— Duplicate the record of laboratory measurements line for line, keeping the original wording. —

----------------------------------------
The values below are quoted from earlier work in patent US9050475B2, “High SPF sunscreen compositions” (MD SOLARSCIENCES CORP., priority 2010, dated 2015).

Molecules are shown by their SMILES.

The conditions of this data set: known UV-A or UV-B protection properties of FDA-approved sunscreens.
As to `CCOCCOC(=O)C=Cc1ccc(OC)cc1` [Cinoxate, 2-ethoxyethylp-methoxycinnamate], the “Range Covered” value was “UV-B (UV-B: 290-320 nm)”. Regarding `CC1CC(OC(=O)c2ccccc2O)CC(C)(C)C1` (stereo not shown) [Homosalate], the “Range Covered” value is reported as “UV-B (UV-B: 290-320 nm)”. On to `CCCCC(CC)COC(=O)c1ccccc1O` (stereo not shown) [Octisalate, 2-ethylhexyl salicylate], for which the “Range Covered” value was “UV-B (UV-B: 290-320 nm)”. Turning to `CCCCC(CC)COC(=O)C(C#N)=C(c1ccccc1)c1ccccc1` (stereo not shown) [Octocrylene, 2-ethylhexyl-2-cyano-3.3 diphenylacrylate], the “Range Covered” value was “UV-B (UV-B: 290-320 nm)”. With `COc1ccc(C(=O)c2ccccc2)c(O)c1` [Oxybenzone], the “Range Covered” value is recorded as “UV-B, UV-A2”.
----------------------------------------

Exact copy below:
The values below are quoted from earlier work in patent US9050475B2, “High SPF sunscreen compositions” (MD SOLARSCIENCES CORP., priority 2010, dated 2015).

Molecules are shown by their SMILES.

The conditions of this data set: known UV-A or UV-B protection properties of FDA-approved sunscreens.
As to `CCOCCOC(=O)C=Cc1ccc(OC)cc1` [Cinoxate, 2-ethoxyethylp-methoxycinnamate], the “Range Covered” value was “UV-B (UV-B: 290-320 nm)”. Regarding `CC1CC(OC(=O)c2ccccc2O)CC(C)(C)C1` (stereo not shown) [Homosalate], the “Range Covered” value is reported as “UV-B (UV-B: 290-320 nm)”. On to `CCCCC(CC)COC(=O)c1ccccc1O` (stereo not shown) [Octisalate, 2-ethylhexyl salicylate], for which the “Range Covered” value was “UV-B (UV-B: 290-320 nm)”. Turning to `CCCCC(CC)COC(=O)C(C#N)=C(c1ccccc1)c1ccccc1` (stereo not shown) [Octocrylene, 2-ethylhexyl-2-cyano-3.3 diphenylacrylate], the “Range Covered” value was “UV-B (UV-B: 290-320 nm)”. With `COc1ccc(C(=O)c2ccccc2)c(O)c1` [Oxybenzone], the “Range Covered” value is recorded as “UV-B, UV-A2”.